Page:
How do you charge an iWatch?

For almost two years I’ve carried a Fitbit Zip; Fitbit’s entry-level fitness tracker that runs on a watch battery and lasts a couple months. It has been great and I’ve rarely missed a day.

Recently, through a contest at work, I received a Fitbit Flex, an upgraded model that you wear on your wrist and charge every ~5 days (we’ll come back to that). After three instances where I failed to charge it and it stopped working, it now sits on my dresser, never to be worn again.

Like most nerds, I am excited to see what Apple releases on September 9th (even if it doesn’t ship until some time next year). I trust Apple will create a compelling product that solves a consumer need, makes use of innovative and difficult to replicate manufacturing techniques, and executes with a flawless user experience that will dovetail neatly into my life.

Critical to this execution will be power management; not just how long it lasts, but how you charge it.

Charging the Fitbit Flex required I create a habit with such an odd periodicity (not daily, not weekly) that it didn’t align to anything else I did in my life. Plugging in the devices required prying the tiny device from its rubber sleeve and plugging it into a single-purpose cord (compact for travel, impractical for a bedside table). Moreover, a key selling point of the Fitbit Flex is its sleep-tracking capability–so I can’t charge it at night.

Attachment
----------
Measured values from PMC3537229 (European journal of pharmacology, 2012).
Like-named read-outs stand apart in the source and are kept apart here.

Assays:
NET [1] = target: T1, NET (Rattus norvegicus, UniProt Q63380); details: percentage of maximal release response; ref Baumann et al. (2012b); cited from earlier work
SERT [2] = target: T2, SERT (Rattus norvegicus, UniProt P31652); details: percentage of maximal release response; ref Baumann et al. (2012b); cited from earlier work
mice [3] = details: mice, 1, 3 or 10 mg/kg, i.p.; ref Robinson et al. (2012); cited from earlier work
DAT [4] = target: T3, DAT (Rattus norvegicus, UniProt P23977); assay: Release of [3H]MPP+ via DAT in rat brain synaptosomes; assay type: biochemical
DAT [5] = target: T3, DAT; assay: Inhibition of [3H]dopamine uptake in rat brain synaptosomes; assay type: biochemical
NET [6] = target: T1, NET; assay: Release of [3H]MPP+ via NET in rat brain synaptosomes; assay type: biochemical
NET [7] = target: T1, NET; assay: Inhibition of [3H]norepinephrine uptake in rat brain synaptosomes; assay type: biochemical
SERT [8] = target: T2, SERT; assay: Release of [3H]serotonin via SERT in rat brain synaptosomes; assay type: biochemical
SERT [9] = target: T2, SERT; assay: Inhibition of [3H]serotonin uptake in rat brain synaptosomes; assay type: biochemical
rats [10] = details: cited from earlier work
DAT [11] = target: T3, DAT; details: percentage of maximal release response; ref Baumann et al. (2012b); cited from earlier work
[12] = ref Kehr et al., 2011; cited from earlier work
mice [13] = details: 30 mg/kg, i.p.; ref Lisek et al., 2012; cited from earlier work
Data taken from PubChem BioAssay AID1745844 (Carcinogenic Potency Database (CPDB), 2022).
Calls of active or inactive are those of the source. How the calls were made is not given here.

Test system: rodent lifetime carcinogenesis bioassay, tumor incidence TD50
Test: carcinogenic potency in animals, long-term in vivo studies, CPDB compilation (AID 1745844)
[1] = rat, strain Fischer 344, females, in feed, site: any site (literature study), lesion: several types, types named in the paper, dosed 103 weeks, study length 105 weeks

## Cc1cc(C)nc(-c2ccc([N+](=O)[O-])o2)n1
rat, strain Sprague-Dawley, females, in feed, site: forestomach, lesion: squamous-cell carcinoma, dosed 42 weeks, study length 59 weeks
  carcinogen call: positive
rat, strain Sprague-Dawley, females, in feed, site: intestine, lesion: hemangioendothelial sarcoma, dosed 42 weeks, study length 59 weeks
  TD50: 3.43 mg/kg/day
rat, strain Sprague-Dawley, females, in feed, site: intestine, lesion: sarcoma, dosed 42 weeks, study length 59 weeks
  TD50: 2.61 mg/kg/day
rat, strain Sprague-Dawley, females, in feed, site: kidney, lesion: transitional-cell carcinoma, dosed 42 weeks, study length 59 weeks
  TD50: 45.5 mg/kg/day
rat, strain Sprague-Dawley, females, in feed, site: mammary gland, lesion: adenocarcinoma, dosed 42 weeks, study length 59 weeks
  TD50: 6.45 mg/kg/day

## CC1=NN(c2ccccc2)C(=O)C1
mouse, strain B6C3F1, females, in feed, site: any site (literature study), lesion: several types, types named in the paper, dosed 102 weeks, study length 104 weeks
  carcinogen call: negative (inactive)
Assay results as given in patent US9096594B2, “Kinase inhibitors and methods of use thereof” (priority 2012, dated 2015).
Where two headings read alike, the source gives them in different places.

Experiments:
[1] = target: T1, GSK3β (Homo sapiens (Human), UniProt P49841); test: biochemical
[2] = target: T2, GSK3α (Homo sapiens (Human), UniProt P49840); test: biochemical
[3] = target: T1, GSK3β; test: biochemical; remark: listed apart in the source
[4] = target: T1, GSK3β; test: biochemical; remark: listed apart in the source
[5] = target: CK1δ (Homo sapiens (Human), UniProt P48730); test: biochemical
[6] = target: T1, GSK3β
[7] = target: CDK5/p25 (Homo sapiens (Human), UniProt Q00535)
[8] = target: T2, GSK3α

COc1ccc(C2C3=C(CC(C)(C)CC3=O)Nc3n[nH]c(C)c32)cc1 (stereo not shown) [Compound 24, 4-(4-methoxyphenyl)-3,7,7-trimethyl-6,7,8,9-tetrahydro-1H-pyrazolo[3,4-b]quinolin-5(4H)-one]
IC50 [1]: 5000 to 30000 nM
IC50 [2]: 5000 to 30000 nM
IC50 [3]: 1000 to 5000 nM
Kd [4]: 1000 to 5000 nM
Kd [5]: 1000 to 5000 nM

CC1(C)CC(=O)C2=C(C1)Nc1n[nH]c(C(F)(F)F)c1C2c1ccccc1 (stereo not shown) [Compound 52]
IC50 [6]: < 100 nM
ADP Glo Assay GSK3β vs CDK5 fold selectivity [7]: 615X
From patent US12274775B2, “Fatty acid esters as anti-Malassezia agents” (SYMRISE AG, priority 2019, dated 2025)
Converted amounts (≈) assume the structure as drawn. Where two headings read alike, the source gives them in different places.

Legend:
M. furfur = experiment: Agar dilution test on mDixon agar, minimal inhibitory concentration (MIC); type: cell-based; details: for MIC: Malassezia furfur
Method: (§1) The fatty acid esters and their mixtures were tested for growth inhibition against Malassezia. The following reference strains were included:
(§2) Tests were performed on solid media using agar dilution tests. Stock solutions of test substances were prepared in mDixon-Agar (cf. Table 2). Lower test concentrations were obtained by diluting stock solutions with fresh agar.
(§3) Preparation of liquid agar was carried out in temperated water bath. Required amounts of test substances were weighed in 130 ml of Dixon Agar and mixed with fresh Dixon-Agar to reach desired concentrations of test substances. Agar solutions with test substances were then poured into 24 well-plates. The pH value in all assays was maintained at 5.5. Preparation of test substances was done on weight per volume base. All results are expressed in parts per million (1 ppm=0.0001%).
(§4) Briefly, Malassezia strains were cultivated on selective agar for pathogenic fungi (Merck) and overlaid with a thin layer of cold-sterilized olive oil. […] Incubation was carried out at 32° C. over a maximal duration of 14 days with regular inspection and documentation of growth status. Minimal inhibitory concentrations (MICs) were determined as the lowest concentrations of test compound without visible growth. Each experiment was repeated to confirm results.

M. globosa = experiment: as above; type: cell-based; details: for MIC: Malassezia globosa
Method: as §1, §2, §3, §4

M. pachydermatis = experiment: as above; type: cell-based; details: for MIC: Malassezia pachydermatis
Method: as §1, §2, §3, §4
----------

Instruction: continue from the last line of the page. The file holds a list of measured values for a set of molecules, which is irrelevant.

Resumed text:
Worse? Motorola’s beautiful new Moto 360 requires a charge twice a day.

So how do you charge an iWatch? I have two theories:

  • Unwittingly, continuously. Few companies could design a device whose daily motion would generate enough power to drive something more complicated than a watch (automatic or digital); Apple might be one.
  • Wirelessly, conveniently. ┬áIf the iWatch (/iWhatever) employs wireless charging, then an elegant solution is if the next iPhone could serve as its base station (while itself plugged in).

As I set my watch on my bedside table next to my charging phone, I could easily imagine placing it on top to receive a charge.

To take a step back: it would not be a stretch for the next iPhone to be able to receive its charge wirelessly through induction. Third party solutions exist but the technology would be far more compelling if the capability was built into the device. But if the iPhone could receive a charge I imagine the same antenna could be used to give a charge. When travelling, how great would it be to bring a single charger that accommodates both devices?

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